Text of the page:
Frank Zamboni was born January 16, 1901 in Eureka, Utah the son of Italian immigrants. He grew up near the town of Pocatello, Idaho where is parents bought a farm when young Frank was just a year old. It is on this farm that he developed certain mechanical skills that would benefit him later in life. In 1920, he and his younger brother Lawrence relocated to the Los Angeles area where Frank's older brother George owned an auto repair business.

Zamboni never skated an NHL shift, but was instrumental on the game of hockey nevertheless. Born in 1901 in Eureka, Utah, Frank, along with brother Lawrence relocated to southern California in 1920 and immediately placed their footprint on the game. In 1923, Frank married and the couple went on to have three children. As the demand for their cooling devices grew into the produce industry, the Zamboni brothers built a plant that produced block ice that was used to transport the product across the country on rail cars. As the technology surrounding modern refrigeration improved, and demand for the block ice shrank, Frank and his brother Lawrence looked to other ways to make their expertise with ice pay off. After being in the industry for nine years, Zamboni got the patent for the world's first-ever self-propelled machine used to resurface ice.

Wednesday, July 29, 2009


Total Pro Sports - Winning the Stanley Cup is the goal most hockey players have when they begin playing the sport. They dream of hoisting it (and maybe throwing in an expletive while they're at it), having a pool party with it, and when that is all done, taking it to bed to spoon it while sleeping.

However, that dream is not the same for everyone. Some players look to international competition as the most prestigious brand of hockey. One of those players is Alex Ovechkin of the Washington Capitals. With the 2014 Olympics set to take place in Sochi, Russia, Ovechkin has stated that he will quit the NHL to play in the games should the league not come to terms with the IIHF on a new agreement that would allow their players to participate in the marquee international event.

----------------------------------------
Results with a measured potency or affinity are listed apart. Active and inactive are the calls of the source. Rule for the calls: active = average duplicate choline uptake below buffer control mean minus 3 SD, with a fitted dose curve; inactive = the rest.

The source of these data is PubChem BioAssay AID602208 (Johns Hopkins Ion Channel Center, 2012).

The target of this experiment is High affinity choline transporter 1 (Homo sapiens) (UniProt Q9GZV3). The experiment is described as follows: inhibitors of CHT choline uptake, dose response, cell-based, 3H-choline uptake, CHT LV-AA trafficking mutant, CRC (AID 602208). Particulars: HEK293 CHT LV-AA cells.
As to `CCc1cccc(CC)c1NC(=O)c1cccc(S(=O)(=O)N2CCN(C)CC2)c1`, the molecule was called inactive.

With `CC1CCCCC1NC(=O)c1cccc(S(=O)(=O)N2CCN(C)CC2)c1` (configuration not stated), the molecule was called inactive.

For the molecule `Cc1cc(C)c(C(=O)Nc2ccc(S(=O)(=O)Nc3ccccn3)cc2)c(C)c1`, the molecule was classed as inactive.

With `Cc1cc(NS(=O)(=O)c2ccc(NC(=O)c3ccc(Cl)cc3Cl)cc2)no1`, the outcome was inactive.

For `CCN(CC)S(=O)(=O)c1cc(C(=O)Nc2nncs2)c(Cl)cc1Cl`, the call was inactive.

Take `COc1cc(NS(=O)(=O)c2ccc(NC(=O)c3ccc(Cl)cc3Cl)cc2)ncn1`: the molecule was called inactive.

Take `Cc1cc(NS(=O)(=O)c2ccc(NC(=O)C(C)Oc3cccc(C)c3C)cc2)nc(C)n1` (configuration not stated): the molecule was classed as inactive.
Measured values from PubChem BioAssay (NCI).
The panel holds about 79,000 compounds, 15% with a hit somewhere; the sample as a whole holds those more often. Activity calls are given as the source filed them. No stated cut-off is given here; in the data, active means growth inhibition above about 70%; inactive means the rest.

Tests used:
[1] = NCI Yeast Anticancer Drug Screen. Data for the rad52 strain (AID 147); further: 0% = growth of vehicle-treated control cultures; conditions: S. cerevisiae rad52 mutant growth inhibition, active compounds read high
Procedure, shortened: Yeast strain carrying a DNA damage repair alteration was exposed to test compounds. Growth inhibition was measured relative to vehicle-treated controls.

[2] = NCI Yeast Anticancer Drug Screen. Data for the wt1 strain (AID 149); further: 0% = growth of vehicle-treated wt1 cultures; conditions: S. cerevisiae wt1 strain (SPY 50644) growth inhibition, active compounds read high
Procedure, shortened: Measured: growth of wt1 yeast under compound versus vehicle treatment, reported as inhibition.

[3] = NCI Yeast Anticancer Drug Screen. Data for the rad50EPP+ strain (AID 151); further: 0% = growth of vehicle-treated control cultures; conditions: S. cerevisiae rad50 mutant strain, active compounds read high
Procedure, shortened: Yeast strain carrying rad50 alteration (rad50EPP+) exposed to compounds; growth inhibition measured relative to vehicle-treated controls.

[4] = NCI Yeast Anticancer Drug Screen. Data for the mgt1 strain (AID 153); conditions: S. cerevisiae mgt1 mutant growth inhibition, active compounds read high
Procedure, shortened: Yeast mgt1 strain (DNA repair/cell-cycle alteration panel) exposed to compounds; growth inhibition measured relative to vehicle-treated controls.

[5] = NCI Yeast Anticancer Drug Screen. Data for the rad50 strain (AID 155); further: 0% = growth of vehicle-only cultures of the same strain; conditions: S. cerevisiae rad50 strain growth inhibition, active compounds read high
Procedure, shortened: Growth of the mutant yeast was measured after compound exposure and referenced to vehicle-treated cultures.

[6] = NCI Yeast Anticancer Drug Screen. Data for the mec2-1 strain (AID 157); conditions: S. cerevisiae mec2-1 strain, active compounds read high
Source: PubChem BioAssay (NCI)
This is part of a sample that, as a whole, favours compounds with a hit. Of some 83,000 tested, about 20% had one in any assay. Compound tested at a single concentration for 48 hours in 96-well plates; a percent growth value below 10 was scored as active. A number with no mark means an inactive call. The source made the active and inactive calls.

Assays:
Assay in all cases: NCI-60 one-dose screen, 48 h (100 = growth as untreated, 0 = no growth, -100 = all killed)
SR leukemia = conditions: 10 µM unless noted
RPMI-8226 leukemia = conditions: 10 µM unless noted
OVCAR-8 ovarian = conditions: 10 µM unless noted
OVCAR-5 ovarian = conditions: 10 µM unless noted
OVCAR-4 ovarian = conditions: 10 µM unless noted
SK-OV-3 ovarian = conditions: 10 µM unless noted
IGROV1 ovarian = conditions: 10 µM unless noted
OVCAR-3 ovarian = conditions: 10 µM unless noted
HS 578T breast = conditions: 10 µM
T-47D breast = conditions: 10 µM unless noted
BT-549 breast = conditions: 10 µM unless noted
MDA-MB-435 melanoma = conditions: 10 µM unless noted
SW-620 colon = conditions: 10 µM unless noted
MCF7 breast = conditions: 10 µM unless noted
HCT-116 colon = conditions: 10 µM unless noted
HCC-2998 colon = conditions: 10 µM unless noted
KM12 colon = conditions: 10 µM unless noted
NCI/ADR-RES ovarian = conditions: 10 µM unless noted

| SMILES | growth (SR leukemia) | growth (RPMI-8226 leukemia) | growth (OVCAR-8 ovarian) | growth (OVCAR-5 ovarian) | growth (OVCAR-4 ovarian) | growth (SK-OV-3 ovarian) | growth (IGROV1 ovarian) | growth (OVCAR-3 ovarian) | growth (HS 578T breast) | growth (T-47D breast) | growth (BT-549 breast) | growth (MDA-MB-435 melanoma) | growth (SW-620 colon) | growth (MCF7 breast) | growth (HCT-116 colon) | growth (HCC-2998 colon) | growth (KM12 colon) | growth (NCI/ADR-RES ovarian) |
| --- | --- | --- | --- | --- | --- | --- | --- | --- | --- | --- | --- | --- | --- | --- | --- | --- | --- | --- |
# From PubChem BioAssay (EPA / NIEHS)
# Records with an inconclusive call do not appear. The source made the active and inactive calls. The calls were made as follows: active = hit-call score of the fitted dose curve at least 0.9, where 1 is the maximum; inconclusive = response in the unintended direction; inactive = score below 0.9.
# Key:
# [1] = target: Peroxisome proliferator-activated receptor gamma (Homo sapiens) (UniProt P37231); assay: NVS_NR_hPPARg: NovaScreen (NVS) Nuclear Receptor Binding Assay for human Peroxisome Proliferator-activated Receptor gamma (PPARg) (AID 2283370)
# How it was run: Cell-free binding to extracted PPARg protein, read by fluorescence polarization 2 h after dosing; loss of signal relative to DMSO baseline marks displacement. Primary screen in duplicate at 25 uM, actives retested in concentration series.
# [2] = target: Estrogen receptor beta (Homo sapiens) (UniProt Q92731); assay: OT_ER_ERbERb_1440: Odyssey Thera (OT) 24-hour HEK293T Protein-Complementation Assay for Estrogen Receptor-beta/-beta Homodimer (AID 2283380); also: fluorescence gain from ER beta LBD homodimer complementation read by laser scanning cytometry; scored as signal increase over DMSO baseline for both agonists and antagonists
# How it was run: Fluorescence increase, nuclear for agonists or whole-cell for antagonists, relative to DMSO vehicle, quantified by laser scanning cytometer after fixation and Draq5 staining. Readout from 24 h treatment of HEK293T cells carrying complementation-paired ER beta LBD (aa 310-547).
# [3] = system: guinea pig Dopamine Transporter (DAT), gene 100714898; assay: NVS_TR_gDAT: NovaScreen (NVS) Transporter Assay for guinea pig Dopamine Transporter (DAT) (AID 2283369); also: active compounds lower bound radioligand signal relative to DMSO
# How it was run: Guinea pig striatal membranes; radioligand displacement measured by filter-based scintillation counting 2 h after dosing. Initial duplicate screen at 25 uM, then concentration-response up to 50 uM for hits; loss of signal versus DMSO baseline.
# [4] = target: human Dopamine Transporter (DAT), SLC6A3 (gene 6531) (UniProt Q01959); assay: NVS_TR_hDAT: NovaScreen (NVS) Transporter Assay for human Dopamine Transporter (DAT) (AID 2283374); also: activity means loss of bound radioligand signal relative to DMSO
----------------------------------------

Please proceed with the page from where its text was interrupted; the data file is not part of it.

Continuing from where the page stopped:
This could give the NHL extra incentive to get a deal in place which would allow players to participate in the 2014 Olympic Games. The 2010 games in Vancouver will showcase the NHL's talent on an international level, and in the previous three Winter Olympics, such competition has provided extraordinary battles and great results.

Russian players have often shown a great deal pride in their home country, which gives us reason to believe that others may follow a similar stance to that of Ovechkin. This can be especially threatening to the NHL, which has already begun to see evidence of the KHL's rise overseas. Should the matter not be settled, it could provide further assistance to the growth of their rival league. And besides, who would Don Cherry make fun of should Ovie leave?

Here is a clip of his interview where he states his intentions to leave the NHL if it means playing in the 2014 Olympic Games.


The Tampa Bay Lightnings on Tuesday informed left wing Vinny Prospal that the team is buying out the remaining three years of his contract.


Tampa Bay general manager Brian Lawton sent a letter of intent to Prospal and his agent informing them of the team's decision. Prospal has 24 hours to request not to be placed on waivers, otherwise he automatically goes through waivers and any team that picks him up would be responsible for the remaining $10.5 million on his contract. If he elects not to be placed on waivers, Prospal would receive the buyout and become an unrestricted free agent.